~/Applications/apache-karaf-3.0.2/etc/org.apache.karaf.features.cfg by appending the following line to featuresRepositories:
Now we are ready to build ONOS with Maven:
build:~$ cd ~/onos build:~$ mvn clean install # or use the alias 'mci'
Now we are ready to start customizing, creating, and installing ONOS packages.
If previous version of ONOS is running, the service should be stopped (sudo service onos stop) before building with mvn. Otherwise, the test on onlab.nio package would fail with "address already in use" error.
Under ONOS terminology, a cell is a collection of environment variables that are used:
Cells make it easy to use the utility scripts to package, configure, install, and run ONOS.
Here we will create an ONOS package that, when installed and launched, starts up a single-instance (non-clustering) ONOS instance that uses the intent-based forwarding application.
A cell is defined in a cell definition file. We will create the following cell definition file called tutorial in ~/onos/tools/test/cells/ :
# ONOS from Scratch tutorial cell # the address of the VM to install the package onto export OC1="192.168.56.101" # the default address used by ONOS utilities when none are supplied export OCI="192.168.56.101" # the ONOS apps to load at startup export ONOS_FEATURES="onos-api,onos-core-trivial,onos-cli,onos-openflow,onos-app-ifwd" # the Mininet VM (if you have one) export OCN="192.168.56.102" # pattern to specify which address to use for inter-ONOS node communication (not used with single-instance core) export ONOS_NIC="192.168.56.*"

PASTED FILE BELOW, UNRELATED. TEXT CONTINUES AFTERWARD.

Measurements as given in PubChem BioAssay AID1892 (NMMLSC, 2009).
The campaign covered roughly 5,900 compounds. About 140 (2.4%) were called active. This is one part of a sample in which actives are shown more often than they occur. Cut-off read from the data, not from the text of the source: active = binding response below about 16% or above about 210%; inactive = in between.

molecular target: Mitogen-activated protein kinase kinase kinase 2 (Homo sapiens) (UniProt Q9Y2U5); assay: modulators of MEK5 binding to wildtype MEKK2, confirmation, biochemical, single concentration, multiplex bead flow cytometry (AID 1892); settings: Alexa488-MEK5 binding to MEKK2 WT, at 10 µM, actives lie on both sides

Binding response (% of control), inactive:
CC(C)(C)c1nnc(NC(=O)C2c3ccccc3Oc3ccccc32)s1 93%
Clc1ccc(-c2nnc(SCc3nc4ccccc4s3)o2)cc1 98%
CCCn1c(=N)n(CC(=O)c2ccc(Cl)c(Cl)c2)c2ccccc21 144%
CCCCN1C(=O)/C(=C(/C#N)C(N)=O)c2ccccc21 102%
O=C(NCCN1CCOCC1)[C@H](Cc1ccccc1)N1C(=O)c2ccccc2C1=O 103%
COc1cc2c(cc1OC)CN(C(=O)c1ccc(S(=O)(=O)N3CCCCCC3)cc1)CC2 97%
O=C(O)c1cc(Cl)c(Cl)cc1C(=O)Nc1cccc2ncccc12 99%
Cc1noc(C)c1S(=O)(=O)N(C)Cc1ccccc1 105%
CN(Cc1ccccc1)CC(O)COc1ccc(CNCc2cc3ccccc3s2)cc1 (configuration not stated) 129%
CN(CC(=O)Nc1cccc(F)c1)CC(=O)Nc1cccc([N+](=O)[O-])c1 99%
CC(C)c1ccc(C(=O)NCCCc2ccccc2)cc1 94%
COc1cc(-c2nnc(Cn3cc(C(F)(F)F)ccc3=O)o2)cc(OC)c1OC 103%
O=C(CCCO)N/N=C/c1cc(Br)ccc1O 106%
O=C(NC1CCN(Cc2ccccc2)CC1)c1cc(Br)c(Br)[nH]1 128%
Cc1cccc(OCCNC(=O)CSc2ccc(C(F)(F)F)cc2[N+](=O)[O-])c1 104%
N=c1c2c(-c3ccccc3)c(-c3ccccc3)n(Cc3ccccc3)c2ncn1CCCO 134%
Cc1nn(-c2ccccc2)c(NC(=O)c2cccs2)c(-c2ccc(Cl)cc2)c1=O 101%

This cell can be applied to your build environment with the cell command:
build:~$ cell tutorial
Now any ONOS package you will build will take up the ONOS_FEATURES setting. Additionally, if you need to create packages with other configurations (i.e. different applications or install targets), all you need to do is to apply a different cell definition to your environment before package creation and deployment. Which brings us to:
For convenience, before we can deploy anything to our VM, we will configure paswordless login to the VM from our build machine with
build:~$ onos-push-keys 192.168.56.101 email@example.com's password: firstname.lastname@example.org's password:
This tutorial deals with only 1 VM, but if you want to create a cluster of ONOS, cloning the 1st VM, onos-patch-vm script can be used to set the hostname, etc. to the cloned VM.